Take A.C.T.I.O.N
As the older adult population is growing, becoming more diverse, and navigating the impacts of COVID-19, it’s crucial that social workers and other providers expand their practices and mindsets. It’s important for social workers and social work students to acknowledge today’s unique experiences of aging.

Challenge the dominant narratives about the aging experience. Are all parts of this narrative true for all older people? Consider the role of a social worker in an older client's life, especially in a post–COVID-19 world. How can you help? How can you avoid the need to “save” and instead advocate with the client for what they need?

Use a bio-psycho-social-spiritual approach to treat all aspects of an older client’s care. We know that ethnicity, gender, sexual orientation, and socioeconomic status are only several parts of a person’s identity that can influence human behavior. This is true of older adults as well. Think about, for example, the impact recent racist events have had on older adults who have already lived through the Civil Rights movement of the mid-1950s and 1960s. How are social workers bringing this into clinical spaces with clients? Are we providing the space for clients to reflect on these experiences?

To understand behaviors and help plan effective changes, incorporate relevant theories for clinical practice with an older client. Open the space for dialogue about what aging today is like. Some older adults may feel intimidated by sharing their concerns out of fear of judgment and ageism. Do your part to create a safe space for sharing.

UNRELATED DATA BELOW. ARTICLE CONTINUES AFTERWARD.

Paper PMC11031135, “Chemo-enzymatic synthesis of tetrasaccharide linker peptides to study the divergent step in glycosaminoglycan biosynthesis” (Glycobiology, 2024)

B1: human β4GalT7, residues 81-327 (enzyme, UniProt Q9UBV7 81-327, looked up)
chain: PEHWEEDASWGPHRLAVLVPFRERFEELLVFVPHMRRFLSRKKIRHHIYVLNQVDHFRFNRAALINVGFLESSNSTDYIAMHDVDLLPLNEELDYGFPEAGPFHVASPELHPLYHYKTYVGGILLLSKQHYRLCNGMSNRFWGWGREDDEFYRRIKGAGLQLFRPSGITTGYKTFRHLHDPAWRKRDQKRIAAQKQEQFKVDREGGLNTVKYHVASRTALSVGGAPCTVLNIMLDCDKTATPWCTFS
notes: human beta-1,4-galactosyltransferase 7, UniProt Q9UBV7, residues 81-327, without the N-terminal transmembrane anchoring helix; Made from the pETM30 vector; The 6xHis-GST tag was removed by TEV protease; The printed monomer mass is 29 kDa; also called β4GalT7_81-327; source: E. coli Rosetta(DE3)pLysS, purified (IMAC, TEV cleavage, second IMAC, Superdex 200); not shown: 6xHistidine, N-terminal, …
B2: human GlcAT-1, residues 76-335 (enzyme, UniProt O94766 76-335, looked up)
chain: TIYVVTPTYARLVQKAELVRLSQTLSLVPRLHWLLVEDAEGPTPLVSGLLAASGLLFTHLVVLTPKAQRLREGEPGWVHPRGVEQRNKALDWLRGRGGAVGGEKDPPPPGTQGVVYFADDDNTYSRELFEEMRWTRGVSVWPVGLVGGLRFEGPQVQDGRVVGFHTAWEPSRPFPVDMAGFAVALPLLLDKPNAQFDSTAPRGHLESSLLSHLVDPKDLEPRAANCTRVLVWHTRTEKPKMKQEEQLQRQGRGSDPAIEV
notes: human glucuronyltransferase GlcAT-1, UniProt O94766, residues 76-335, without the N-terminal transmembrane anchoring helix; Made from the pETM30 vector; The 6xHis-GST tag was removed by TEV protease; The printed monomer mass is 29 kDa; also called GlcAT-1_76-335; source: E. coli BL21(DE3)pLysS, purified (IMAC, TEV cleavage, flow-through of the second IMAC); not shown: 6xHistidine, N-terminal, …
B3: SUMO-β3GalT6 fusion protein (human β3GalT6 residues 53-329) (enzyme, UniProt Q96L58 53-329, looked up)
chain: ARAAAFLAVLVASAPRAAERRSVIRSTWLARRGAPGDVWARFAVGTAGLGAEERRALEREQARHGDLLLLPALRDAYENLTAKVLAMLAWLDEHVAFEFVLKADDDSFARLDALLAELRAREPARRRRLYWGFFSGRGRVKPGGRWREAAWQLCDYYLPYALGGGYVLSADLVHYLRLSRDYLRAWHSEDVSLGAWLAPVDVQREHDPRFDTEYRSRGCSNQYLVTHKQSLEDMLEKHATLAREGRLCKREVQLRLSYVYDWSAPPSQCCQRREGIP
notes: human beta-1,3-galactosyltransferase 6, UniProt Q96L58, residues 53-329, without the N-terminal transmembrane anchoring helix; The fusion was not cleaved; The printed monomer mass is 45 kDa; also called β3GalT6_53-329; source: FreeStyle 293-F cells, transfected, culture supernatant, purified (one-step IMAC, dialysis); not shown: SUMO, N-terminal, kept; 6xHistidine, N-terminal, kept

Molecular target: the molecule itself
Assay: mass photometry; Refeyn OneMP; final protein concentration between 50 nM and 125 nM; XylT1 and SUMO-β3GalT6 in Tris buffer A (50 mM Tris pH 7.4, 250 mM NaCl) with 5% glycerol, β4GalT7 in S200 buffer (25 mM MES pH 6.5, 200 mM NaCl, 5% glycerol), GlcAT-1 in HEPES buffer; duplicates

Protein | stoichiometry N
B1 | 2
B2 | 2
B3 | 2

Lastly, notice ageist practices. Ageism occurs through media, everyday speech, and other types of entertainment. Unfair portrayals of older people influence behavior, even among medical providers, thereby negatively influencing care delivery.

Help create social change by evaluating your own potential biases and others' in order to eliminate ageism.

In solidarity,

Lauren Snedeker

— Lauren Snedeker, DSW, LSW, LMSW, is an assistant professor of teaching coordinator for the Aging and Health Certificate Program, School of Social Work at Rutgers, The State University of New Jersey.


Chonody JM, Wang D. Ageism among social work faculty: impact of personal factors and other “isms.” Gerontology & Geriatrics Education. 2014;35(3);248-263.

McInnis-Dittrich K. Social work with elders: a biopsychosocial approach to assessment and intervention (4th ed.). Pearson; 2013.

Seegert L. Are older lives less worthy in a pandemic? Published March 27, 2020.